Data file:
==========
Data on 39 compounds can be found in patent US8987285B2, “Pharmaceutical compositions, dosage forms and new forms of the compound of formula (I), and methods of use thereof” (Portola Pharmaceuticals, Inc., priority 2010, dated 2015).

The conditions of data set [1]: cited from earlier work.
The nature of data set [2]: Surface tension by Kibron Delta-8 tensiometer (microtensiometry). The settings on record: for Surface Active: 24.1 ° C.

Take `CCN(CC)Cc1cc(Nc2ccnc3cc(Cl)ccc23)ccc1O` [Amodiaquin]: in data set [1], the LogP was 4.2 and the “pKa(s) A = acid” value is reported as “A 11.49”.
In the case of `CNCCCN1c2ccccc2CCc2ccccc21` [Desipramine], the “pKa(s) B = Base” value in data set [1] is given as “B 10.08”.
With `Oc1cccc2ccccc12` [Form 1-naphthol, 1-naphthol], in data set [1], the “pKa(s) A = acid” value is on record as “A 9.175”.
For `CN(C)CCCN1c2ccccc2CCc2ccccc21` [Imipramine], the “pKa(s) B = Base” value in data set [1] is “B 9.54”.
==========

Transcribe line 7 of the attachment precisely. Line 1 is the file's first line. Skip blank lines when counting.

For `CN(C)CCCN1c2ccccc2CCc2ccccc21` [Imipramine], the “pKa(s) B = Base” value in data set [1] is “B 9.54”.